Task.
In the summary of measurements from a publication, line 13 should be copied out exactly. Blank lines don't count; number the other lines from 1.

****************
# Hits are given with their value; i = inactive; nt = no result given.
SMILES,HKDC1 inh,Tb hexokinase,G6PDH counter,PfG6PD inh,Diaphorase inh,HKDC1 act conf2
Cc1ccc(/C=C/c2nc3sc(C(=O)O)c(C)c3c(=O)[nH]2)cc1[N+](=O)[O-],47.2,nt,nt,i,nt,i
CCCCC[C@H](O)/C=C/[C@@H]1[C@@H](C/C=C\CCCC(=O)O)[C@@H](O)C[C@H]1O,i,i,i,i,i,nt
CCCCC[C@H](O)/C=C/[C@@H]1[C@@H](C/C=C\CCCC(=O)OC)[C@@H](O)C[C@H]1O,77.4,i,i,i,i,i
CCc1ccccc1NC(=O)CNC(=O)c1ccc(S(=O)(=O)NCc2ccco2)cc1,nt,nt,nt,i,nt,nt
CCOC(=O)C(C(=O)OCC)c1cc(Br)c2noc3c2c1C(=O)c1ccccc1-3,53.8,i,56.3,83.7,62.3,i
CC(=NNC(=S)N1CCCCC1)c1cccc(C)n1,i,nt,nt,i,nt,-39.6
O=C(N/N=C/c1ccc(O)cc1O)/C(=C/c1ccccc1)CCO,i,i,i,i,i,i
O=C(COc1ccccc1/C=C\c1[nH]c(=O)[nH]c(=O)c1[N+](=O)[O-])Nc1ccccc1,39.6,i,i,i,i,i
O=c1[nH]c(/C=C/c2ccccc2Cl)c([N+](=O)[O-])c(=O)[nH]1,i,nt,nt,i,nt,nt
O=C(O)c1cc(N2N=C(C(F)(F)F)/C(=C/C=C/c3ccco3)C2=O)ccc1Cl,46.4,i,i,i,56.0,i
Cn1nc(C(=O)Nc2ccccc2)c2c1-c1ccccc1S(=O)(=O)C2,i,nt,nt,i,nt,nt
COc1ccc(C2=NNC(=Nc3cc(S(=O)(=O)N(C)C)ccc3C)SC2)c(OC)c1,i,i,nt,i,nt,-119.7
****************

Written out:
Cn1nc(C(=O)Nc2ccccc2)c2c1-c1ccccc1S(=O)(=O)C2,i,nt,nt,i,nt,nt